But he did fine as an adult actor.  In Starsky and Hutch (1975-79), he played the shy, intellectual, gay-coded Detective Hutch to Paul-Michael Glaser's tough, streetwise Detective Starsky.

The duo was explicitly a romantic couple, not shy about displays of physical affection, openly stating that they loved each other.  Producer Aaron Spelling called it "tv's first heterosexual love affair."  And although they investigated the usual 1970s crimes involving strippers, call girls, and various women with large breasts, there were very few girlfriends introduced to distract them from their buddy-bonding.  
Of course, there was also lots of homophobia.  Gay-themed episodes of 1970s sitcoms usually involved a visiting high school buddy announcing that he's gay, but drama series always had a gay murder victim, and in order to investigate, the detectives had to enter  his sleazy underworld, full of pomaded misfits who simper and leer at each other.

During Starsky and Hutch, David found his singing career taking off.  His "Don't Give Up on Us" hit #1 on the charts in the U.S. and in Britain.  Unfortunately, his songs tended to be heterosexist.    In "Silver Lady," which hit #1 in Britain, he's a drifter until he finds salvation in the lady's arms.

He also found time to fall in love with Lance Kerwin in Salem's Lot (1979).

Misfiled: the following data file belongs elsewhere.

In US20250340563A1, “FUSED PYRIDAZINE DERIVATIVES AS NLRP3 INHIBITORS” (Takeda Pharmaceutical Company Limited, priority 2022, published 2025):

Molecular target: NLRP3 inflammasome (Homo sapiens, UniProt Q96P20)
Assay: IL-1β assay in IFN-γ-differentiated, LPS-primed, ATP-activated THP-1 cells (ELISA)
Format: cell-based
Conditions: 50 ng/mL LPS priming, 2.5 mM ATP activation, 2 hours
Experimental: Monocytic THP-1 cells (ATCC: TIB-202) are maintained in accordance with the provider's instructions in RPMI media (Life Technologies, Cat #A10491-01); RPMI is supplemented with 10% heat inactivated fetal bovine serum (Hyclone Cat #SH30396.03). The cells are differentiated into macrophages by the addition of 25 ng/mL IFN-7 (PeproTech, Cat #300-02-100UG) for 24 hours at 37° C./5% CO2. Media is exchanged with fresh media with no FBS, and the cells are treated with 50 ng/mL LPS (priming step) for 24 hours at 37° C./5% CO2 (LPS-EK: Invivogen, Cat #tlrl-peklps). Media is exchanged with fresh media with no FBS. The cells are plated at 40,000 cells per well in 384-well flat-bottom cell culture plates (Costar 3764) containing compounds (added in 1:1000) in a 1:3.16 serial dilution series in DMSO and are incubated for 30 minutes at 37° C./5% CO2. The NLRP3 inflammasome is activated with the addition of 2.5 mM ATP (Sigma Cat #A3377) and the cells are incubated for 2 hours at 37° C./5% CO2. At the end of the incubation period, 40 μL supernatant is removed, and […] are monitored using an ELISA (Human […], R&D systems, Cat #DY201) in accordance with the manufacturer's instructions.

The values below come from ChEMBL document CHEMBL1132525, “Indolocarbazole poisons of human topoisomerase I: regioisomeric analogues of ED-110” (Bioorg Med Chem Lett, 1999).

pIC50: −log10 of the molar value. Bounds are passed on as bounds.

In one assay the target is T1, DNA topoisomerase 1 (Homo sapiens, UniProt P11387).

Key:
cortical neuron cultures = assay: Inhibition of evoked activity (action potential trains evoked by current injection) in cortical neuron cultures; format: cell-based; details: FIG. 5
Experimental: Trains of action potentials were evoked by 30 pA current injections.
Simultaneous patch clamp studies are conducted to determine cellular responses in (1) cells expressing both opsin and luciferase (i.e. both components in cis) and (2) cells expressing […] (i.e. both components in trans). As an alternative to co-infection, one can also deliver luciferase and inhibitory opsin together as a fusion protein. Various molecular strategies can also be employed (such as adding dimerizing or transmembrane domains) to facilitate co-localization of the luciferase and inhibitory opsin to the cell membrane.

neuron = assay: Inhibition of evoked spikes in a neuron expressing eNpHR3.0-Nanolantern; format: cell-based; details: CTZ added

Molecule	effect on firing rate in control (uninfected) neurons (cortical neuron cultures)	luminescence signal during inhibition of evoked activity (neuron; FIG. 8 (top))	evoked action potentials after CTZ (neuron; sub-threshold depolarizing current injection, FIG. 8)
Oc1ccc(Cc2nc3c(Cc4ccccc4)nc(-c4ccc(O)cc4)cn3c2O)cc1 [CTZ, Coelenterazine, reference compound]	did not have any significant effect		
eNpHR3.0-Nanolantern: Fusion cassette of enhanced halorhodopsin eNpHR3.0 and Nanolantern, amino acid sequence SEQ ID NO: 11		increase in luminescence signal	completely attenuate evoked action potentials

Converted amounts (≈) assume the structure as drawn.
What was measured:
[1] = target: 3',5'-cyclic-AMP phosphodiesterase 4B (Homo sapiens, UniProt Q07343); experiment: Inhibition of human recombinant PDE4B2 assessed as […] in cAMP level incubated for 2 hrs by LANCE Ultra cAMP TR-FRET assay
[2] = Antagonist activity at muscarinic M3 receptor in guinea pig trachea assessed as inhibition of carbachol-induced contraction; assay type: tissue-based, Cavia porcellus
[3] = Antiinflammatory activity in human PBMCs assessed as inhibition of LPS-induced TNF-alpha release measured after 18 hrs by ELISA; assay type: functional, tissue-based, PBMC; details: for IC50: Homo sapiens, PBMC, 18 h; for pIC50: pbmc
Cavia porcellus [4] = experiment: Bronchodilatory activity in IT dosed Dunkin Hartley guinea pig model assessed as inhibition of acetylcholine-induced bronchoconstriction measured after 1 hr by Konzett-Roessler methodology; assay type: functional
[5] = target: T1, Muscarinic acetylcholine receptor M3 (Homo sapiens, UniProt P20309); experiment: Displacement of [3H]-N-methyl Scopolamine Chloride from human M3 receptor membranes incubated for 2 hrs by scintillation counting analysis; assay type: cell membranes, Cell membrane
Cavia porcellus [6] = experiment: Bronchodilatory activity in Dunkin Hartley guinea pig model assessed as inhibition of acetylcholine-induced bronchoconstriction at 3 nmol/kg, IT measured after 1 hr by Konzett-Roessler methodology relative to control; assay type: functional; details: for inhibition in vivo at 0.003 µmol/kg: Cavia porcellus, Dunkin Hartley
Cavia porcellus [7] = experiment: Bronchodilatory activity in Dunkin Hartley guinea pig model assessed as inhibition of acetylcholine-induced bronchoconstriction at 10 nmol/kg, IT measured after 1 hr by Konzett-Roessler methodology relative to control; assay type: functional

Currently a British citizen, David  does a lot of acting on stage and in film.  He is careful to point out that he is not gay in real life; however, he is a strong supporter of gay rights.

The New "Are You Afraid of the Dark": Are They Afraid of Beefcake?

Everything old is new again on Nickelodeon.  The venerable children's network is brushing off several long-lost shows and giving them a 2019 treatment:
All That
That's So Raven
Mighty Morphin Power Rangers

And most recently, Are You Afraid of the Dark, the anthology series that aired from 1990 to 1996: in each episode, the Midnight Society gathers to hear a ghost or paranormal story recited by a member, and acted out for us. 

I didn't care for it.  We learn almost nothing about the lives of the Midnight Society members.  They gather, exchange a few words, tell the story, and "the end."  It would have been much more effective if the stories had some connection to their real-life problems. 

But I had to admit, the actors were photogenic:  intellectual group leader Ross Hull, bad boy Jason Alisharan, nerd Nathaniel Moreau, and my personal favorite, the massively gorgeous Daniel DeSanto.

The reboot, a three part miniseries premiering in October 2019, breaks the cardinal rule of the old series:  the paranormal events are just stories, not real.